Ah, music nibs. They transform lists to lyrics, to-dos to haikus. Or so I would like to believe, even if music nibs on paper are indistinguishable from stubs and cursive italics. In form, they are quite distinct from other nibs, as they have two slits, resulting in three tines rather than the usual two. They were designed for quick music notation, capable of making hairlines for bars and staves, and wider lines for notes.
I have six pens with music nibs, three vintage and three modern.
The Pilot E from the seventies has a fingernail music nib. It’s the only one I’ve seen designed like this.
The tipping is thin. The effect is closer to an italic rather than a stub.
The no name overlay pen has a warranted music nib that flexes like there’s no tomorrow.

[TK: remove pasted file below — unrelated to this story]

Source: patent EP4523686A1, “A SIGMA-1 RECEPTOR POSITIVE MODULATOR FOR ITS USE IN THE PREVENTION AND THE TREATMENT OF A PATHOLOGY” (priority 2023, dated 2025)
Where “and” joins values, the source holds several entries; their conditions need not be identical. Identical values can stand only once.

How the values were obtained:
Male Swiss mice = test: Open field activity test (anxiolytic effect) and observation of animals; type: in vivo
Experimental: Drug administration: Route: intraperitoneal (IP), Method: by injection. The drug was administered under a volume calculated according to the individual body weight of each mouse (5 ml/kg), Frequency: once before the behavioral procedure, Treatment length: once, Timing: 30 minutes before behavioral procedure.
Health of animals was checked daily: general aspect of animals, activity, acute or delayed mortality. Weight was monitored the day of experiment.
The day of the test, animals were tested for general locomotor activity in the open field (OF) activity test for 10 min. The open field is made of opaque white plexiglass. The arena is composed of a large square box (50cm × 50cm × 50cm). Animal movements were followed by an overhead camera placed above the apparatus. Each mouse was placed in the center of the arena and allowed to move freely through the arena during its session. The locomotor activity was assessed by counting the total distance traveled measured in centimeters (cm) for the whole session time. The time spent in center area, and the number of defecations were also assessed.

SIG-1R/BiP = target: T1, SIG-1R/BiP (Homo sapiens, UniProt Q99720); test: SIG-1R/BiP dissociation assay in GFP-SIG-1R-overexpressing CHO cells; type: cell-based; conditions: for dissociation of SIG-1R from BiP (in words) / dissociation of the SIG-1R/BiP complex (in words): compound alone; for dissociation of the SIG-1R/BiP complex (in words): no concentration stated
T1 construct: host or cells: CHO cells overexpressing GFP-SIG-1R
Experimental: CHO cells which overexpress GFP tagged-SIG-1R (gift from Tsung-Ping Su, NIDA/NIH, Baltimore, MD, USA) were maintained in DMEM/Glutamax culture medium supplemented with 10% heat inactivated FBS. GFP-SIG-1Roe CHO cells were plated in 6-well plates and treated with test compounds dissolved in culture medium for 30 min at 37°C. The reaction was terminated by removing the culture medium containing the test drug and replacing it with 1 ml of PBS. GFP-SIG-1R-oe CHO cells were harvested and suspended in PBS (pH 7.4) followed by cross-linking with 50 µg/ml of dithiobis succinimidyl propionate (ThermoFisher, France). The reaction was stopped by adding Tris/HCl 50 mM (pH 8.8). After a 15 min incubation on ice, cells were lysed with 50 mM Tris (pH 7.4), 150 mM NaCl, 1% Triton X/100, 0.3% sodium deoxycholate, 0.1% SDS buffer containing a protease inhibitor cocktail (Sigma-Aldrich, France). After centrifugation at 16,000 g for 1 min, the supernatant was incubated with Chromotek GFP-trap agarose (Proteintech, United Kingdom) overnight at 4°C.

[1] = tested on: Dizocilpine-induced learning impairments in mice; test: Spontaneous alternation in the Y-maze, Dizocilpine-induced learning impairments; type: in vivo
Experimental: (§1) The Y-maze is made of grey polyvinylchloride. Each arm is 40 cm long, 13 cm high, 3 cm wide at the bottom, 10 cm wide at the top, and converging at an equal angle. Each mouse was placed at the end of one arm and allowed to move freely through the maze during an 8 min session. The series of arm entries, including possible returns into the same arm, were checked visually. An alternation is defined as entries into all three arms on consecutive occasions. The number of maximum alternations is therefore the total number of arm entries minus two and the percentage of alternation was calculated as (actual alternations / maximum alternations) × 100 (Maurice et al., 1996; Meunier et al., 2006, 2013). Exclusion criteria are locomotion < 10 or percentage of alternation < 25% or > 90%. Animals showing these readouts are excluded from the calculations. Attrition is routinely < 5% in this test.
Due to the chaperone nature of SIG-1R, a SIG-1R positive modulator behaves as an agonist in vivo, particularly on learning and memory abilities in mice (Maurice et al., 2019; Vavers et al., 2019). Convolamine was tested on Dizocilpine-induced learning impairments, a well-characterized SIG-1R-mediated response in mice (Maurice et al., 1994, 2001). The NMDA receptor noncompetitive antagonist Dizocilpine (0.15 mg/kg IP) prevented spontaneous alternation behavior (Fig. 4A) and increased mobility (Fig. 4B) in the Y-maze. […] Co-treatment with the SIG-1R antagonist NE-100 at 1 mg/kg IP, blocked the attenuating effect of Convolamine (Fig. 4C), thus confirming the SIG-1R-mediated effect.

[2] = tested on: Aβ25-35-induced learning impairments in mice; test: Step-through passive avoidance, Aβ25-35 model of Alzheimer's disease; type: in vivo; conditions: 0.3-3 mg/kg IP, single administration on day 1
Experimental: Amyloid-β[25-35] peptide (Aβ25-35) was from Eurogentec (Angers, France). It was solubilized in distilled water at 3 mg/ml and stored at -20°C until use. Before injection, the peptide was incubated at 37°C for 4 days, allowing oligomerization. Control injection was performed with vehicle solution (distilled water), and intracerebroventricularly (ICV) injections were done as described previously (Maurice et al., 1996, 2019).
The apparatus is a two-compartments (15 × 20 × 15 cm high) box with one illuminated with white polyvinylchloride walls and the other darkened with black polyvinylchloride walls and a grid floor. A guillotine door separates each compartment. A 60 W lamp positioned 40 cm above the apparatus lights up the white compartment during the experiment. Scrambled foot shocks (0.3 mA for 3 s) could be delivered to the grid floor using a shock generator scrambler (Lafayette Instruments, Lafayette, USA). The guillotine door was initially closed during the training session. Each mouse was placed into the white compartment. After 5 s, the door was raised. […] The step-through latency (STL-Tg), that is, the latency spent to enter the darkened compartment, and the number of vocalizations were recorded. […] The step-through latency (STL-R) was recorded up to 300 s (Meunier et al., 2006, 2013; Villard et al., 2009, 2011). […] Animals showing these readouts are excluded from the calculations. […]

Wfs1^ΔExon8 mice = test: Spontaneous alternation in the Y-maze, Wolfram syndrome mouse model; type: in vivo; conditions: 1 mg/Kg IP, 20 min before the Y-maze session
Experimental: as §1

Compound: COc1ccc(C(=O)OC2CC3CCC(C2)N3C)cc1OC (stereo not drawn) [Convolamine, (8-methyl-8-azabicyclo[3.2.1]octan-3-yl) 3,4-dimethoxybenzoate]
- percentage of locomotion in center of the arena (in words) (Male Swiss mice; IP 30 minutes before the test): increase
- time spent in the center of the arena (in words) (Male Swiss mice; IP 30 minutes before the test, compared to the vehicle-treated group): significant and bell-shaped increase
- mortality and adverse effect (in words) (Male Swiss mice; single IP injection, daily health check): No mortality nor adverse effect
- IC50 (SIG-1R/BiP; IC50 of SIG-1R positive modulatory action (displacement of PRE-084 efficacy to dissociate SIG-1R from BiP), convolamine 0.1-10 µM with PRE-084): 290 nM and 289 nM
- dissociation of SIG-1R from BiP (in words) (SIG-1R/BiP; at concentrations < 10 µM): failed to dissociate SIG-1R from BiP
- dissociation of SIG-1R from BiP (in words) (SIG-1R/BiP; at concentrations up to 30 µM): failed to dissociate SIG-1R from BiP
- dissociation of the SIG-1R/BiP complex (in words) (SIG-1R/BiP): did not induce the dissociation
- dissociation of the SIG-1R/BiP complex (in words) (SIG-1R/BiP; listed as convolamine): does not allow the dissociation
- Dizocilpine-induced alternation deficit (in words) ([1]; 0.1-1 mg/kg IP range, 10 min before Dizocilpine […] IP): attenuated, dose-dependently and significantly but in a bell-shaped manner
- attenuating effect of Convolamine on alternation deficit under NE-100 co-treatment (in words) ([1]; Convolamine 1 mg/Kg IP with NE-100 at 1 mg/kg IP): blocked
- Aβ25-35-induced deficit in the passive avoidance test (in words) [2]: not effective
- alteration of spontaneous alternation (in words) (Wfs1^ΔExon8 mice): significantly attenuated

Warranted nibs were the generics of their time, and could go into any pen. They were warranted, or guaranteed, to be gold as stamped on the front. I love how this nib looks like it’s been run over by a carriage. Someone must have used it a lot; the tipping is worn down.
I found this vintage Waterman music nib on eBay – just the nib. Tom popped it into a Waterman safety. This is one of my favorite pens.
One of the signs of a nib with good flow is that slight space between the tines that allows capillary action to work its magic. Of course that space must disappear at the tip: the nib needs to “close.” In this close-up you can see both both slits with just the right space. I usually check tine spacing by holding the nib up against the light and squinting until my eyes hurt.
There is a tiny difference in the way the Platinum and the Nakaya music nibs write, even if they come from the same maker.
I can’t carry a tune, so these nibs will have to do the job for me.